Explain the advantages to a local music store and they may will let you have some ukuleles and tuners on consignment for you meetings. Invite them to show their instruments and other products that might be of interest to ukulele players. We need strings, books, ukuleles and the like
Club Fees, Donations, Dues, etc...
The way club’s pay for the meetings, snacks, copies varies quite a bit. Some have formal meeting dues, others just pass the hat and ask for some contribution. It is good to have the members pay for the costs so you as the founder don’t have to lay out all of the money forever. If you have a paid teaching guest you can have the teacher set the price and collect those special fees.
Dues - I like the voluntary "pass the hat idea" because each club member can pay what they can want to pay, this will leave no one out of the group because of cost. Have a paid performer that can present a workshop and mini concert and change admission to cover costs. Many of the ukulele musicians on the Ukulele Musicians page will perform and present workshops.
What to Do at the Meetings
Have a set general format for each meeting but also be flexible at each meeting. Do whatever the group wants to do at that meeting. Sometime you may not get to all of the agenda, but remember do not run over the stop time.
An example would be:
- Tune Up before you start (A chromatic electronic tuner is best, It will tune to a reproducible perfect 440Hz concert pitch every time). It's alway good to play in tune as your ear is always taking it in.
- An opening song, “Aloha Oe” or “The Song of Best”
- Meeting Introductions (Each attendee plays a shorts piece on their ukulele as a hello to the groups) New Attendees can introduce themselves and say why the are interested in the ukulele.
- Round Robin where each attendee would pick a song for all to play, if it is not in the club song book then they will hand out copies so all can play along with them. It seems good to play each song at least 2 times.
- Some learning (Keep it simple). Who ever feels comfortable would teach some info (Don’t forget those beginners) possibly from info learned from a Ukulele expo or a new method book they bought. Keep this short 20 minutes or so. They can practice what they learned at home.
Here are a few links to songs to get a club rollin'
A lot of Ukulele Clubs page have a list of the songs that the club when they get together.
- WidipediA: Three Chord Song
- WidipediA: Common Chord Progressions
- Three Chord Songs
Songs that can be played all the way through using only the I, IV, and V7 chords of the key in which the tune is being performed.
- Three Chord Trick, Olav Torvund's Guitar Site
By just knowing three chords, the I, IV and V7, you can play thousands of songs.
- google spreadsheet: Three Chord Song List: Sheet1
- Two and Three Chord Songs ( PDF file )
Don’t for get the beginners. Each meeting should have some 2 cord songs so you do not loose the beginners. You can ask the advanced players to sit next to and become the beginners coach for that meeting. Without new beginners, it will be difficult to grow and maintain you club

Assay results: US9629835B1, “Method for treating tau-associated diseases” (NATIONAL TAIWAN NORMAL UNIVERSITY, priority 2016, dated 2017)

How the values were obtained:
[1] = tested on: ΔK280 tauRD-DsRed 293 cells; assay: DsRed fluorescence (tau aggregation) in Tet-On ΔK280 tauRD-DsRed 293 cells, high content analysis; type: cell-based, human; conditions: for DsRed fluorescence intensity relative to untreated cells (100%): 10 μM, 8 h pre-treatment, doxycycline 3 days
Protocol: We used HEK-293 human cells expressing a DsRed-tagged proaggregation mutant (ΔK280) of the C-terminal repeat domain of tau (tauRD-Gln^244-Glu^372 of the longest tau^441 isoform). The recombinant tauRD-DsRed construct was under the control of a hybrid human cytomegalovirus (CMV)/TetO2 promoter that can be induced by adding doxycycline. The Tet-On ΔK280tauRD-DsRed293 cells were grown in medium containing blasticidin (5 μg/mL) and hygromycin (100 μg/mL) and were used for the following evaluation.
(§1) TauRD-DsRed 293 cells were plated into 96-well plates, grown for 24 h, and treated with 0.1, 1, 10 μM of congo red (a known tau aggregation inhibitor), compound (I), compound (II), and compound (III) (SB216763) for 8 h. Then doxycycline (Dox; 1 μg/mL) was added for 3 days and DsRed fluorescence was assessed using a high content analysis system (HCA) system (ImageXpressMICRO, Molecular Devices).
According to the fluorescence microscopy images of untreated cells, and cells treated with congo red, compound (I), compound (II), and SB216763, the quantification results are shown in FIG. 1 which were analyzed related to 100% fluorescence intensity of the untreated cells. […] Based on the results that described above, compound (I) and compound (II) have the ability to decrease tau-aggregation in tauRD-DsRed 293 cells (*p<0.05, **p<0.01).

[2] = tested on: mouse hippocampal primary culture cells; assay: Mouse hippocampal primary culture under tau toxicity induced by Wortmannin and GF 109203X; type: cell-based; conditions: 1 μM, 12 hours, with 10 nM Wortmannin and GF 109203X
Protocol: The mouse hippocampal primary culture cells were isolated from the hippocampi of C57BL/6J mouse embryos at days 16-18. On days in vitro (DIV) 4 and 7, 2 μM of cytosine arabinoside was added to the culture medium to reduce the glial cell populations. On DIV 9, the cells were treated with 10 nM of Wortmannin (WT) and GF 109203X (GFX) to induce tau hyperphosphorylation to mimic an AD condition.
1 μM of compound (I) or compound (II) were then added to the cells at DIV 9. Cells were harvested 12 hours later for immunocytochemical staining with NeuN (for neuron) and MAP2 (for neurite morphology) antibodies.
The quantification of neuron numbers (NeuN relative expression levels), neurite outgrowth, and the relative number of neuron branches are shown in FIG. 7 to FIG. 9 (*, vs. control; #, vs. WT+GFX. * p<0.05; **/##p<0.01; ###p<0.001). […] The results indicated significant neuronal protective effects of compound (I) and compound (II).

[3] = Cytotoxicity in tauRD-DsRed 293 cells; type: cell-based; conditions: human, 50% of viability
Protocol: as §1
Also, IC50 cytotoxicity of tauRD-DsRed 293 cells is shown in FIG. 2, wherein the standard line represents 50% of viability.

Have a sign in sheet so they can record their information so you can contact them easily.
Different player levels: There would be hugh differences in player levels. Try to ask the better players to become a mentor of the beginners. All of them will learn from this.
Other meeting ideas:
- Have water and snacks available
- Talk about your expo and other festival experience
- Show and tell your instruments
- Tell clean Uke Jokes. Here is a link to a site of instrument jokes. Many can have ukulele substituted as the instrument of the joke. Joke like " How do you get a ukulele player to play softer? Give him some sheet music." Here is another musician joke site.
- Organize that Ukulele trip to Hawaii
- Play some Ukulele CD’s and try to play along
- Search out music stores that have some knowledge of ukulele - not just they have a few ukulele.
- Hold ukulele workshops at Dulcimer and other acoustic music festivals.
- Establish you own “Ukes for kids” using existing children’s organizations.
- Play as a group at the Open Mike at the Next Ukulele Expo.
- Recognize all spellings of the ukulele, ukelele, uke or whatever.
- Suggest all members join the Ukulele Hall of Fame Museum.
Children: If you allow children; then children under the age of ( 18 ?) have to attend with their parents. I suggest you only allow children at the meeting if their parent or legal guardian were present at every meeting. You are not a baby sitting club, and I always believed that you and you’re your club members should not assume any responsibility or liability for children.
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Just browsing over both books, they look fantastic! I'm a guitarist and uke player for over 25 years and was thinking about writing a ukulele book but you've already written what I think are the best, most comprehensive and thorough books I've ever seen for the instrument. I just might end up buying every book you've written and I'll be giving my highest recommendation for your books to my friends and students. Thank you so much for taking the time to write such great books! — Peter Rhee
Aloha, Curt, All I can say is WOW! What you have accomplished is simply incredible! All the best — Glen Hirabayashi, The Aloha Boys
Folks, if you haven't stopped by Curt's site, do so right now! ..And get his books, they are fantastic. This guy knows his stuff and is able to pass it along too. — Alan Johnson Proprietor, The 4th Peg
I can highly recommend Curt's Uke books — I have four of them and they are excellent. — fatveg — Portland